Is Mitchell Santner New Zealand's answer to Yuvraj Singh?
It would be an understatement to suggest that New Zealand’s confidence might have taken a beating after the Joe Root-Eoin Morgan batting display at Nottingham in game four of the ongoing series. Rather, they would be reeling as if punched in the chin by a Mike Tyson uppercut. The Kiwis performances with the ball thus far in the series have been abysmal when compared to their stellar show at the World Cup.
Should Brendon McCullum have wondered if there were any positives to take from game four, there was one patch of brilliance – that of Mitchell Santner’s batting. While most of the cheering crowd would probably remember the glorious stroke-play of England’s left-right combination in Root and Morgan, Mitchell Santner’s cameo was equally delightful to watch.
Coming in at the fall of Luke Ronchi’s wicket in the 44th over, the left-hander nervously pushed and nudged for the next two overs while Grant Elliott struck some meaty blows at the other end. Enter Adil Rashid - England’s new leg-spinning sensation. In no time, Santner mutated from what seemed like a typical tail-ender to a top-flight left-handed star batsman.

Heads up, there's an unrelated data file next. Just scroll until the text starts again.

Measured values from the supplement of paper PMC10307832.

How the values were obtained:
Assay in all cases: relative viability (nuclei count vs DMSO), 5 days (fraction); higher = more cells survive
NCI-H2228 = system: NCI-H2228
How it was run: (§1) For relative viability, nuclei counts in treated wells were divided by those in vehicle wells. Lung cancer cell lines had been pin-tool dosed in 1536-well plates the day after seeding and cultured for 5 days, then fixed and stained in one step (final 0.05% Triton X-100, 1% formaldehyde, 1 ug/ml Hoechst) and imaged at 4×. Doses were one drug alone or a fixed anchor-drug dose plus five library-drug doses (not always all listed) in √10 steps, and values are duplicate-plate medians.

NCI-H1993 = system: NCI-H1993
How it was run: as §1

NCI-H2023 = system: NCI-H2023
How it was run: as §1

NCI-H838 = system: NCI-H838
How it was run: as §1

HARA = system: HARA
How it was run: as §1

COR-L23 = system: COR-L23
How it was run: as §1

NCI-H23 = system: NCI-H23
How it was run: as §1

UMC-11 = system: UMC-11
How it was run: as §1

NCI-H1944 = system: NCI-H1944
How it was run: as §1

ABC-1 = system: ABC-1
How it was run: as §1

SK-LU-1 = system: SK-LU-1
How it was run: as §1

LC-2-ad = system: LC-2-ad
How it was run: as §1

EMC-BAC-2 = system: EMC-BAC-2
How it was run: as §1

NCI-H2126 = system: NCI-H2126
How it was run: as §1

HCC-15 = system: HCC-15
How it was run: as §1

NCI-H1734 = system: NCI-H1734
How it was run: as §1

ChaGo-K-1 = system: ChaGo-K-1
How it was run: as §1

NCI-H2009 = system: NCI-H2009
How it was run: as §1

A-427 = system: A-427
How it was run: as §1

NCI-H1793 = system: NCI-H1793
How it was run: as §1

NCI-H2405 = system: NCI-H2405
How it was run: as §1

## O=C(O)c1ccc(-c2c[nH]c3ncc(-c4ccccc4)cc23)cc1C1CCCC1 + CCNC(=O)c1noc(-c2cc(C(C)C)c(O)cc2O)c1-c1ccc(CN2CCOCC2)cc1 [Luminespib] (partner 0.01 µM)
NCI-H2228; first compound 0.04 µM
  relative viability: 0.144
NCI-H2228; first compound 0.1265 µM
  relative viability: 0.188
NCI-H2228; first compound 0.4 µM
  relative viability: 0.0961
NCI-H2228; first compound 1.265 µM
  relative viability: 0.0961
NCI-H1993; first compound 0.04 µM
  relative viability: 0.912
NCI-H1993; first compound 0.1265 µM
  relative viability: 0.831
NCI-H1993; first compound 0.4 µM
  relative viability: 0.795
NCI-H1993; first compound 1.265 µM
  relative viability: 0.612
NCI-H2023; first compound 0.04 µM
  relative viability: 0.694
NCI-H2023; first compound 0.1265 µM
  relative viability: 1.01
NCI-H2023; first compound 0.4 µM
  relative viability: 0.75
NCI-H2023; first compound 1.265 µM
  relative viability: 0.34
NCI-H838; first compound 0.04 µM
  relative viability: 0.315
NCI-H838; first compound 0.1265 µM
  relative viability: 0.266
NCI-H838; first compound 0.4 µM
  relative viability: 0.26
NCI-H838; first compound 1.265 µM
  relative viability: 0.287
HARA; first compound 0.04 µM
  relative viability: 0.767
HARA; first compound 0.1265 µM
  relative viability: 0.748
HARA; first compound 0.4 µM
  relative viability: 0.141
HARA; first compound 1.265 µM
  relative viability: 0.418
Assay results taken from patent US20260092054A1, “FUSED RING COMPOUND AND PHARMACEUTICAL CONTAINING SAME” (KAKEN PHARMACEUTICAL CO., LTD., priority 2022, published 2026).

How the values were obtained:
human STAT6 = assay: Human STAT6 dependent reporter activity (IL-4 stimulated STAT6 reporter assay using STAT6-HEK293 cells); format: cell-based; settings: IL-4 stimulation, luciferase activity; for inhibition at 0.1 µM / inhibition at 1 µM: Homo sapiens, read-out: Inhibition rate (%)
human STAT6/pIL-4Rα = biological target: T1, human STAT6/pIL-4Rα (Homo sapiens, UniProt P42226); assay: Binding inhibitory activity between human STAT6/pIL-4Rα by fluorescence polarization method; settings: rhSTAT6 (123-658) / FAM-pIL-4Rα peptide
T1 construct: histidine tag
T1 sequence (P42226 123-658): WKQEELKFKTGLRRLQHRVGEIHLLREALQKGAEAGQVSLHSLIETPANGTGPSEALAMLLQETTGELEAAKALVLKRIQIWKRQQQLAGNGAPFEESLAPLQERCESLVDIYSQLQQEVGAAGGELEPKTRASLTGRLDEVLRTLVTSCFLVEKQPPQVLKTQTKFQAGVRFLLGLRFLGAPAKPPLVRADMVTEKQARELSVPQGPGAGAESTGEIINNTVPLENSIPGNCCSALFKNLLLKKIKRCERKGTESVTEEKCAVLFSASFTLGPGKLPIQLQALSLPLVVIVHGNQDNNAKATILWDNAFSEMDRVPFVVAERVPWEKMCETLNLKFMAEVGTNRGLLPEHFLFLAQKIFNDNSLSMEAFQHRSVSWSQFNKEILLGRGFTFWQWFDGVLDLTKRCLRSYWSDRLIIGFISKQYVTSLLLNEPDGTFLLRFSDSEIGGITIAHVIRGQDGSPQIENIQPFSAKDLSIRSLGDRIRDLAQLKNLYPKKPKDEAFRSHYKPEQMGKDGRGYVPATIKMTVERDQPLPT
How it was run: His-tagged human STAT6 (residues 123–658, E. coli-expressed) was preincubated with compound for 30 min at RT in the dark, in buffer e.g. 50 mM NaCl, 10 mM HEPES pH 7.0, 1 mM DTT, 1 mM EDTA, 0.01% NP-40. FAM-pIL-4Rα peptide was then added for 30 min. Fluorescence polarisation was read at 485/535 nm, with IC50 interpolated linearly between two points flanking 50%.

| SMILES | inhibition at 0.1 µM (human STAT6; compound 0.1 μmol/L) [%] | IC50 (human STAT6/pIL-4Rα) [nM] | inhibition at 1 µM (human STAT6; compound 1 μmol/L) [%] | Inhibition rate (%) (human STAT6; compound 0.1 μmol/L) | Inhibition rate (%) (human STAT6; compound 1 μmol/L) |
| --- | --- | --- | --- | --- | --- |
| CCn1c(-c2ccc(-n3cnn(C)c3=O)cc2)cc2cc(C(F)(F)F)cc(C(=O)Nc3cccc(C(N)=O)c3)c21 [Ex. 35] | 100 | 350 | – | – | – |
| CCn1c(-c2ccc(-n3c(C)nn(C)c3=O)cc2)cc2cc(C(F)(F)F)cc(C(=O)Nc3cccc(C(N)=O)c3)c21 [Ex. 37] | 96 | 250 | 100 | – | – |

By the time Rashid had completed the 48th over, Santner had deposited four hits to the grandstands. In all, the left-hander from Hamilton scored a stunning 28 runs from the over to turn the tide in New Zealand’s favor – much to the bemused yet delighted and beaming Ross Taylor in the dressing room balcony.
And it just wasn’t all slogging as there seemed to be an adept batting method to it. With the ball turning into him, Santner was down on one knee and striking with head over the ball while finishing with a stylish follow through – a la Yuvraj Singh.
Every single big hit was picked up from middle and off and sent soaring to the same crowd section in similar fashion. And ball after ball, the look on Rashid’s face was similar to that of Stuart Broad while he was at the receiving end of Yuvraj in the famous 6 sixes in an over episode at Kingsmead in 2007.
Drafted in to replace Daniel Vettori in the left-arm spin department, the 23-year-old hasn’t quite set the ball on fire in the four games of his debut series. With four wickets so far and two of those coming in his second game, it certainly has been baptism by fire for the youngster who is attempting to fill into the shoes of a country legend in Vettori.
That said, his batting prowess was on display for all to witness. Should the Kiwis persist with him, he could well be nurtured and fine-tuned into the next big left-arm spinning all-rounder in world cricket.